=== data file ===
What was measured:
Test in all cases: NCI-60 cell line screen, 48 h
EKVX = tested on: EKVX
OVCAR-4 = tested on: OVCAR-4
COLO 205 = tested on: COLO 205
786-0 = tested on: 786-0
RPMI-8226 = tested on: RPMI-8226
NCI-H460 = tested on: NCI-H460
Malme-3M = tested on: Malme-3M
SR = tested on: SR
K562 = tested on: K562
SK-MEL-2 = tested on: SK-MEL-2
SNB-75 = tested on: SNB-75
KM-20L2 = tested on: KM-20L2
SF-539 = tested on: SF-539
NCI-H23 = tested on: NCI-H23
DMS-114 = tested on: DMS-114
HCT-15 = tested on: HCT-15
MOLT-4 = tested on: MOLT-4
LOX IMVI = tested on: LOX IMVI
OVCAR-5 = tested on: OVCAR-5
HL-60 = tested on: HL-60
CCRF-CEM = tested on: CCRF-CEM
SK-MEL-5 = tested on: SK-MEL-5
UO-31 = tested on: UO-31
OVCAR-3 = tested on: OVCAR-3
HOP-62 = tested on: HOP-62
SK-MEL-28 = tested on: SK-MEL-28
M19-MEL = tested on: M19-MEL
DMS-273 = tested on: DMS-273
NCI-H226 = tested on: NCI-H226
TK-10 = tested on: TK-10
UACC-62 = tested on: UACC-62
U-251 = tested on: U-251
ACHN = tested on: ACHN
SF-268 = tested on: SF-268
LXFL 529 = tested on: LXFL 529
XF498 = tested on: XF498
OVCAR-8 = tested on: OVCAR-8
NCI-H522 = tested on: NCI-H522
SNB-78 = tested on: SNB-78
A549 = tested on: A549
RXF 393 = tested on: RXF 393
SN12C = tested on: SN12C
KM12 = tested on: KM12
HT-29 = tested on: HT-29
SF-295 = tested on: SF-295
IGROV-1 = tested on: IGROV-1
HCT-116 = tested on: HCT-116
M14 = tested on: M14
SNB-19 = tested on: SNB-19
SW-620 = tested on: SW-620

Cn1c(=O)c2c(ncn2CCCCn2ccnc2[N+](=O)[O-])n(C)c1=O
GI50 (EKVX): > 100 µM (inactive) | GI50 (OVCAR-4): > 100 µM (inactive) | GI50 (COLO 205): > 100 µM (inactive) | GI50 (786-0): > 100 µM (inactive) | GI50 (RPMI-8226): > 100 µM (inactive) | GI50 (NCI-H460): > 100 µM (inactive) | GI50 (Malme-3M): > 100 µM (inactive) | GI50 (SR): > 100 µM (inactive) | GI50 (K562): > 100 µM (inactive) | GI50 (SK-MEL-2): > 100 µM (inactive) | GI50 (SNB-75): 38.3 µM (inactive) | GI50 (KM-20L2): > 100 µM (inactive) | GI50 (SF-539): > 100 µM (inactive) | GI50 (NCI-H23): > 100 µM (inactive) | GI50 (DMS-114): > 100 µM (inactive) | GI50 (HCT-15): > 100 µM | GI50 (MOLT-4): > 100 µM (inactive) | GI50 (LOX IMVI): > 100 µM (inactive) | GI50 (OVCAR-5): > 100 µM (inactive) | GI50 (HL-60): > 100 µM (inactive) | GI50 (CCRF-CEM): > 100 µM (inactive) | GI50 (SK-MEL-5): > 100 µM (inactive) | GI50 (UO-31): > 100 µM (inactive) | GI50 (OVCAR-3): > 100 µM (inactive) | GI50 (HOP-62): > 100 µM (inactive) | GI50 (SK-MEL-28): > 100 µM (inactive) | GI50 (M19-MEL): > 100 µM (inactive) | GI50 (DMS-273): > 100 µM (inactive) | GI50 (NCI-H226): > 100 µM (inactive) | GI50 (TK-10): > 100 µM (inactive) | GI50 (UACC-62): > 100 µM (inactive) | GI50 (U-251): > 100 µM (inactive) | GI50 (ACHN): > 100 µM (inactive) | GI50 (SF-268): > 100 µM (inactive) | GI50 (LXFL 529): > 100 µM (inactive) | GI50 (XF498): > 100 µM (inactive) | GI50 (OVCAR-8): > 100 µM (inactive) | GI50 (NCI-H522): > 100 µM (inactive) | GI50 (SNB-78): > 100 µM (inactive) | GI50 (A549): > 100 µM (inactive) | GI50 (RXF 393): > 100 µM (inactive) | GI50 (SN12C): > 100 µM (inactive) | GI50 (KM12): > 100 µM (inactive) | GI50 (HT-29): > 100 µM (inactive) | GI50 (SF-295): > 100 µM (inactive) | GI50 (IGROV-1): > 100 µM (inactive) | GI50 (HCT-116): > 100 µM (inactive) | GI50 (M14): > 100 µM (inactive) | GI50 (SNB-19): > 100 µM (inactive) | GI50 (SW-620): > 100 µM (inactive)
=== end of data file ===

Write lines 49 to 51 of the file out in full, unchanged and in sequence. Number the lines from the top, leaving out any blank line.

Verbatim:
HCT-116 = tested on: HCT-116
M14 = tested on: M14
SNB-19 = tested on: SNB-19